It has been nearly two years since Bob Chapek took the reins as chief executive of Walt Disney Co., and so far he’s navigated a treacherous landscape straight out of one of Marvel’s popcorn flicks.
The pandemic slammed the brakes on nearly every aspect of Disney’s DIS, -0.01% business for more than a year, but the company seemed to stabilize around an emphasis on direct-to-consumer streaming services. Yet that business also slowed, after a pandemic-influenced surge, creating yet more uncertainty.
When the media giant reports its fiscal first-quarter results on Wednesday, analysts expect Chapek to spin a tale about the stalled parts of the empire returning, and new growth for Disney+ in the second half of the year.
“It is largely a tale of reopening of parks and Disney content in dozens of new countries,” Markus Hansen, portfolio manager at Vontobel Asset Management, which owns shares in Disney and Comcast, told MarketWatch. “Chapek had a baptism by fire, and has shown himself to be a very analytical, focused guy who can effectively manage parks through an existential crisis.”
“Last year, the content slate hit a speed bump to get products out because of Covid,” Hansen said. “This year, we expect a big rollout of content across dozens of countries.”
Hansen’s enthusiasm is shared by Wall Street analysts, who have cautious expectations for a bounce back from segments such as theme parks and movies in the first quarter and anticipate big things in the second half for streaming, as Disney+ is launched in 50 new countries (to about 100 worldwide) and the spigot opens for new content.
Evercore ISI analyst Vijay Jayant, who rates Disney shares as outperform with a price target of $200, expects Disney+ to add 15 million subscribers in the first half of 2022 before accelerating to 33 million in the second half on the strength of Marvel movies such as “Doctor Strange in the Multiverse of Madness,” “Thor: Love and Thunder” and the TV series “She-Hulk;” Pixar films “Turning Red” and “Lightyear;” and the live-action feature, “Peter Pan & Wendy.” A potential mega-hit movie, “Avatar 2,” is due in 2023.
Michael Nathanson, principal analyst of MoffettNathanson, anticipates a rebound for Disney’s domestic amusement parks. He is modeling nearly $750 million in first quarter revenue before returning to more than $1 billion a quarter in the second half of 2022.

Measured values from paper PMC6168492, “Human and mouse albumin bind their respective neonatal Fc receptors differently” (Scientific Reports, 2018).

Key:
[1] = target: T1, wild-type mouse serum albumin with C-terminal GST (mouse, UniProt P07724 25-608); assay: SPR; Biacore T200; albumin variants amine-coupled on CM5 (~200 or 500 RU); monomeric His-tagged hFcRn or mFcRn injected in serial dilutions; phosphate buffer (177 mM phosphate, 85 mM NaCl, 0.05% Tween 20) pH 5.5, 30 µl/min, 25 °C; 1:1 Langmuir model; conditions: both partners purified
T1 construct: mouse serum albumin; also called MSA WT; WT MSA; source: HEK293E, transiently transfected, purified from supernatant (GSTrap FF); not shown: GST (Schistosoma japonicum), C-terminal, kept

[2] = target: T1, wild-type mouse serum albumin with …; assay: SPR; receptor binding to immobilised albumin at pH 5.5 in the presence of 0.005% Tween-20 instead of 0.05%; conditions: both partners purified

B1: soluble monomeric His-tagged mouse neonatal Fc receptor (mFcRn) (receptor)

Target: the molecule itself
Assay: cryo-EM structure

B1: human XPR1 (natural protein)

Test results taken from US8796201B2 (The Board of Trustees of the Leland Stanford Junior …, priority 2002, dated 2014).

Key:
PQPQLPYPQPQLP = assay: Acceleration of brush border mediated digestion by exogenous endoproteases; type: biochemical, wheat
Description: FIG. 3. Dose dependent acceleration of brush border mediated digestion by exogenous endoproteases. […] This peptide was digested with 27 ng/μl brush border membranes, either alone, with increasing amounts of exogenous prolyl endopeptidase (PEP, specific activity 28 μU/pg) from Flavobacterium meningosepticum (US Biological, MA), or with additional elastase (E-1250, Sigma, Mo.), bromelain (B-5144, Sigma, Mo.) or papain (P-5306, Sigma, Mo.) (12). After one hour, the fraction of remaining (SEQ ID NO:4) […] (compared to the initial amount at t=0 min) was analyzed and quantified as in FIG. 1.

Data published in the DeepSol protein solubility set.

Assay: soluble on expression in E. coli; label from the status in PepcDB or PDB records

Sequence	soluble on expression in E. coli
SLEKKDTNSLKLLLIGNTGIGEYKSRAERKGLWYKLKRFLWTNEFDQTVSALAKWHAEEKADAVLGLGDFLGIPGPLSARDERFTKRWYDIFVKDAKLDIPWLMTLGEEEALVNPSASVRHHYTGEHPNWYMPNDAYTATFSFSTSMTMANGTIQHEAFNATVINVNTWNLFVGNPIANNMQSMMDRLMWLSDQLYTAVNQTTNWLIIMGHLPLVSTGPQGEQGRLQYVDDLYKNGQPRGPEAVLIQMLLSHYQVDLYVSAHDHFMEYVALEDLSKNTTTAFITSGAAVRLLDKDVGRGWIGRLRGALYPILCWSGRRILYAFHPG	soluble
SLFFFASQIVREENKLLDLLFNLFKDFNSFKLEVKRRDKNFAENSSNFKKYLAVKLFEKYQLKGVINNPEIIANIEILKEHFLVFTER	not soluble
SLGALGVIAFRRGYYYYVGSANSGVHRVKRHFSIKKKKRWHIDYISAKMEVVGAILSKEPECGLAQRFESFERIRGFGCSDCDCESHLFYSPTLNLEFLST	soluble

What to expect
Earnings: Analysts on average expect Disney to report earnings of 74 cents a share, up from 2 cents a share a year ago. Analysts were projecting $1.09 a share at the end of October, but have brought down their estimates.
Contributors to Estimize — a crowdsourcing platform that gathers estimates from Wall Street analysts as well as buy-side analysts, fund managers, company executives, academics and others — are also projecting earnings of 74 cents a share on average.
Revenue: Analysts on average expect Disney to report $20.3 billion in first-quarter revenue, up from $16.25 billion a year ago. Estimize contributors predict $20.3 billion on average.
Disney is projected to post the following revenue for its two major business: Media and Entertainment Distribution ($14.5 billion), and Parks, Experiences and Products ($6.3 billion).
Stock movement: Disney shares have declined following earnings reports in three of the past four quarters, including a 7.1% decline following the streaming disappointment three months ago. That was the largest post-earnings decline for Disney since at least February 2017, according to FactSet records.
Disney’s stock is down 25% over the past 12 months, while the S&P 500 index SPX, +0.83% has increased 15%. Shares of Disney have slid 19% since the company announced third-quarter results on Nov. 10.
What analysts are saying
A key number in the report will net new Disney+ subscribers for the quarter as well as guidance for more additions, as Chapek has stated an audacious forecast to reach 230 million to 260 million streaming Disney+ subscribers by the end of fiscal 2024. The streaming service, with 118.1 million subscribers, is expected to improve to 125.4 million in Q1, based on the estimates of analysts polled by FactSet.
Morgan Stanley analyst Benjamin Swinburne, who on Monday reduced his price target on Disney shares to $170 from $185 while maintaining an overweight rating, predicts Disney+ will add 8.5 million subscribers from the previous quarter.
“[W]e are increasingly focused on both long-term earnings power and earnings growth expectations after [direct-to-consumer] turns profitable which we currently forecast in FY24,” Swinburne wrote.
But the near-term worries at Netflix Inc. NFLX, +0.81%, whose stock was punished by a shortfall in new net subscriber additions, gives him pause in the short run. That, and competition from Apple Inc. AAPL, +1.79%, AT&T Inc. T, +0.02%, Comcast Corp. CMCSA, +0.87%, Amazon.com Inc. AMZN, +2.19% and ViacomCBS Inc. VIAC, +1.31% prompted Swinburne to shave his price target on Disney.
Wells Fargo’s Steven Cahall, in grading Disney shares as overweight with a price target of $196, is bullish on the parks business.
“We don’t think Omicron had a big impact on the quarter at domestic parks, consistent with CMCSA’s commentary, which beat parks estimates during its [fourth quarter],” Cahall wrote on Jan. 27. “For [Disney], we’re estimating average domestic parks attendance at 16.5 million in [the first quarter] vs. 15 million in [the previous quarter].”
Analysts are sticking by Disney, with 20 of the 29 analysts tracked by FactSet rating the stock the equivalent of a “buy,” and the other nine calling shares a “hold.” The average price target as of Tuesday morning was $190.26, more than 34% higher than the going price.